what i forgot was how much i love this place:
but i am also remembering how much i wanted, after five and a half years abroad, to be back in my own country, and how true that still is, much as i enjoy a visit and spending a little time in a place i once lived. the US is still home, is still the place i can do the most, and ultimately will feel the happiest and most settled. so friends there, don't get worried i'm not coming back this time. and friends here, don't get worried i won't ever come back: the life i've lived so far has condemned or committed me to a consciousness that's split between a few different countries, a few different cultures, and will always need all of them, at least a little, to feel complete. so i have the feeling, much as i love my home in Boulder, that i will be back again.


facing poverty

does need excuse dishonesty? can murderers change?

it's not easy, working with people in actual poverty, when you come from a position of relative wealth. it's not easy because there is no line between actual need, and the amount people in need think they can reasonably get from you. from me, that is: the inhabitant of the most developed country in the world, who spent five million shillings on the plane ticket alone, who owns both computer and camera, and likely a car... what are the small costs of Uganda to such a one?

i do not resist or deny this perspective: it is warranted. i am rich, by many standards (though not that of most people in my home society). people here are in real need: not only has Uganda been in a drought that's caused food prices to more than double, but this part of Uganda is still recovering from a 20-year civil war that destroyed a lot of traditional safety nets. into this need i drop, like a bloody piece of meat among unfed piranhas, then want to be friends with the people i find here, and expect them to help with my research out of the goodness of their hearts.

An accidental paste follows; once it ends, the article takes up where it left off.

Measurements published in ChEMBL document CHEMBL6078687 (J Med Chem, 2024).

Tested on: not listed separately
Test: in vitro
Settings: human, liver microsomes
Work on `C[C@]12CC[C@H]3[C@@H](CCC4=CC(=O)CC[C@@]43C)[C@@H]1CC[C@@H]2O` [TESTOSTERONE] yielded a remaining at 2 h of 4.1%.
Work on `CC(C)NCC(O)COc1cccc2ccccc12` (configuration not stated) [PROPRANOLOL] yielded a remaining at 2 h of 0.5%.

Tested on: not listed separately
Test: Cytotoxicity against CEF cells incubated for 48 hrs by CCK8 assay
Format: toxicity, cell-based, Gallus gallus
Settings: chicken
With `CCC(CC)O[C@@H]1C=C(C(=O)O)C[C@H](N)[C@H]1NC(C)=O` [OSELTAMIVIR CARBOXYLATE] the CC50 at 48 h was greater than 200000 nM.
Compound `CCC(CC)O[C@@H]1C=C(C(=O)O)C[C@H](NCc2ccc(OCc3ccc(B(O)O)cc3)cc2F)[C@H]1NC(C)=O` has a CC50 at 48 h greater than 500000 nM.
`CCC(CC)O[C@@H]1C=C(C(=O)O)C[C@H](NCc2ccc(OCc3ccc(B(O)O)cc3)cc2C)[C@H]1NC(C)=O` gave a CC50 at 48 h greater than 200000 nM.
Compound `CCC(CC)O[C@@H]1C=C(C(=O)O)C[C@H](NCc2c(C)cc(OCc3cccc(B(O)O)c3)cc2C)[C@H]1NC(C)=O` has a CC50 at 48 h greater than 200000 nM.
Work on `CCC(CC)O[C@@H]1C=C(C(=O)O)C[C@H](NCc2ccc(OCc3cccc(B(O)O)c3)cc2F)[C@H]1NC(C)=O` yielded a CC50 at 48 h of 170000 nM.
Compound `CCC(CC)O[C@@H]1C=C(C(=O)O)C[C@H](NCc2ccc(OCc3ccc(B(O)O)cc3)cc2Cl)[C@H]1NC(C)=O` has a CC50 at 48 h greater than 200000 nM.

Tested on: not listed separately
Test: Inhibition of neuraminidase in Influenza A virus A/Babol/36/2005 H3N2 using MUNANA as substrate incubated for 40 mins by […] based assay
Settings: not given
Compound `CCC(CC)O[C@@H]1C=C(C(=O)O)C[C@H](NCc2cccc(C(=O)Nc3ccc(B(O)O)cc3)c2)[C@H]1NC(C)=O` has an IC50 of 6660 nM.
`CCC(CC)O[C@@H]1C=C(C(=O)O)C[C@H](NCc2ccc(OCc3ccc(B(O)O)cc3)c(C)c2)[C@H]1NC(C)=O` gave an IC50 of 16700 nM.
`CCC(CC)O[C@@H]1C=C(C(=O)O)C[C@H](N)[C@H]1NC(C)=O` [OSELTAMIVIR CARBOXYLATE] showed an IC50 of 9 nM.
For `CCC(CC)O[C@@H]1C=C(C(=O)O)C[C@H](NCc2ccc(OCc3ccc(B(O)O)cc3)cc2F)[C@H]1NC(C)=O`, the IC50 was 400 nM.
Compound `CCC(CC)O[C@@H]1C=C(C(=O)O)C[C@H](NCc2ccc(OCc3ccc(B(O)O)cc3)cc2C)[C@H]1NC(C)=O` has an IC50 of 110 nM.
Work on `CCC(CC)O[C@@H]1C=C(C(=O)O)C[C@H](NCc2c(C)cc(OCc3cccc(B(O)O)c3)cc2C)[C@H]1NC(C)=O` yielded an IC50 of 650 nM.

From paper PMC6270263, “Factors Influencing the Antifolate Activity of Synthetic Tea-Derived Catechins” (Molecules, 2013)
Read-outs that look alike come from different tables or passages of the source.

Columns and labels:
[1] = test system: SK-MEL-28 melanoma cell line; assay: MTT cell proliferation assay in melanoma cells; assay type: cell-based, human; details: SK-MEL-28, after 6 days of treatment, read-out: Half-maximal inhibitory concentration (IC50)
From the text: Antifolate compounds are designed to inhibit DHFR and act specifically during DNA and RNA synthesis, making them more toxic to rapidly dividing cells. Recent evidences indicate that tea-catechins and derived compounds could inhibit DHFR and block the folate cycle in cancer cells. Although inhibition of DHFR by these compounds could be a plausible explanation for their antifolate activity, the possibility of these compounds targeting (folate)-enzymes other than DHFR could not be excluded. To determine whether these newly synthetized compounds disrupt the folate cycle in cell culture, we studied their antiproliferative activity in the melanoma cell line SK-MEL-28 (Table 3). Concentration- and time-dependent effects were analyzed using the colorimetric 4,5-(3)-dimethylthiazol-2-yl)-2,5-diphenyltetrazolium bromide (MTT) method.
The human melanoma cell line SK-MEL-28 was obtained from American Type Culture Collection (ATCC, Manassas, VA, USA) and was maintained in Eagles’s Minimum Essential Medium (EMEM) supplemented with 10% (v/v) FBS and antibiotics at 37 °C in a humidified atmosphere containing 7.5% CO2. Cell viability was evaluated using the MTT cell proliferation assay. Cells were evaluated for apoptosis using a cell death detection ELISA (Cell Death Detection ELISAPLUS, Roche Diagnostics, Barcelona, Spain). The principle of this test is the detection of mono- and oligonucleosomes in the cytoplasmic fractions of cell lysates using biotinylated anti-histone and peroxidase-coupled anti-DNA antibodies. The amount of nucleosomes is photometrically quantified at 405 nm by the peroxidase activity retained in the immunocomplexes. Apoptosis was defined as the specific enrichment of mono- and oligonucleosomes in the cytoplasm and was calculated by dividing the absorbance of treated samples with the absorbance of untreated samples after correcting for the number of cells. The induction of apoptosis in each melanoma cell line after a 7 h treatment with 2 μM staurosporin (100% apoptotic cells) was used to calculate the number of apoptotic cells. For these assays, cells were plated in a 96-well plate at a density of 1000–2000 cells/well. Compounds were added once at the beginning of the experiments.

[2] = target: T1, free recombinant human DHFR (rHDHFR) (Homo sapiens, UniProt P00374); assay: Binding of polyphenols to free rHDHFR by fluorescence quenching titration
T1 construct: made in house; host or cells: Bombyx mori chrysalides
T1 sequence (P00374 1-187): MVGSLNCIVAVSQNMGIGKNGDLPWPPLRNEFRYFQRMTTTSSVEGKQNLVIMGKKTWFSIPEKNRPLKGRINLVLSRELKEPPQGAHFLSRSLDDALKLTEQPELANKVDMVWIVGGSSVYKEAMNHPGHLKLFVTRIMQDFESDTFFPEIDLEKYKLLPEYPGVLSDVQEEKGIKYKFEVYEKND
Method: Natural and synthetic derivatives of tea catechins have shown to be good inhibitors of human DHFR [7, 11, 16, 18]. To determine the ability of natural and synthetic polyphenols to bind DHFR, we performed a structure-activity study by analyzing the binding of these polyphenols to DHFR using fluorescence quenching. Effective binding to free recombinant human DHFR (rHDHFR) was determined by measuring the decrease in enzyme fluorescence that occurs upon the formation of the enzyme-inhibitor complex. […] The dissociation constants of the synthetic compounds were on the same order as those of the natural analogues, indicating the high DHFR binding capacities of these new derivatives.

well, i understand at least that this is a little unreasonable. in Lukaya, i entered a similar situation willingly, saying that while i did not have money to give, i had time, skills, and connections, and for a year and a half, i did my best with these things to ameliorate the global economic inequalities that make me, a regular person in the states, a rich man to folks here. and i had to accept that all the people outside my organization, and many of those within, who asked me for monetary help were just beyond my means. i did what i could.

now in Gulu it's different: i am not here to be administrator of an organization, i've not come with a chunk of money to distribute, nor do i personally have such a chunk. as a matter of fact, i have borrowed money just to be here--but these are unknown details to people i meet on the ground, who see in me only excess/plenitude in a landscape of absence.

this is not the easiest situation in which to research.

and so i have already run in to problems, beyond the regular requests for money i get on the streets everywhere in Uganda. the first person i found willing to tell me about his experiences, and who seems in fact to have a fascinating and relevant story to tell, is also now fixed on getting some of my money for his own. this is James, the one written about in a previous blog. the day we met, he asked me kindly for help feeding his sick sister, and himself, because they had no money, hadn't eaten in days. i gave him the benefit of the doubt, and about six pounds of dry food. yesterday, we met up and he told me the outlines of the amazing life he's lived, a story which would take a couple more intensive interviews to really unravel, at least for my purposes.

at the end of it, James asks for another ten thousand shillings, to buy charcoal to cook the food with. now, this excuse seemed a little thin (i knew ten thousand was too much), but it didn't need to be thick: the context we both understood is that i am much richer than he, and for his help, i ought to help him a little.

is that wrong? maybe, not, really. but when i went to the hospital that night, only to find his sister alone, and after consulting a nurse learned shes not his sister at all, hasn't been fed for days (in Uganda its family members to feed and care for patients), and in fact has no family left in this world, then it started to seem wrong. he lied to me, repeatedly, even took me to see this sister, in order to get money out of me.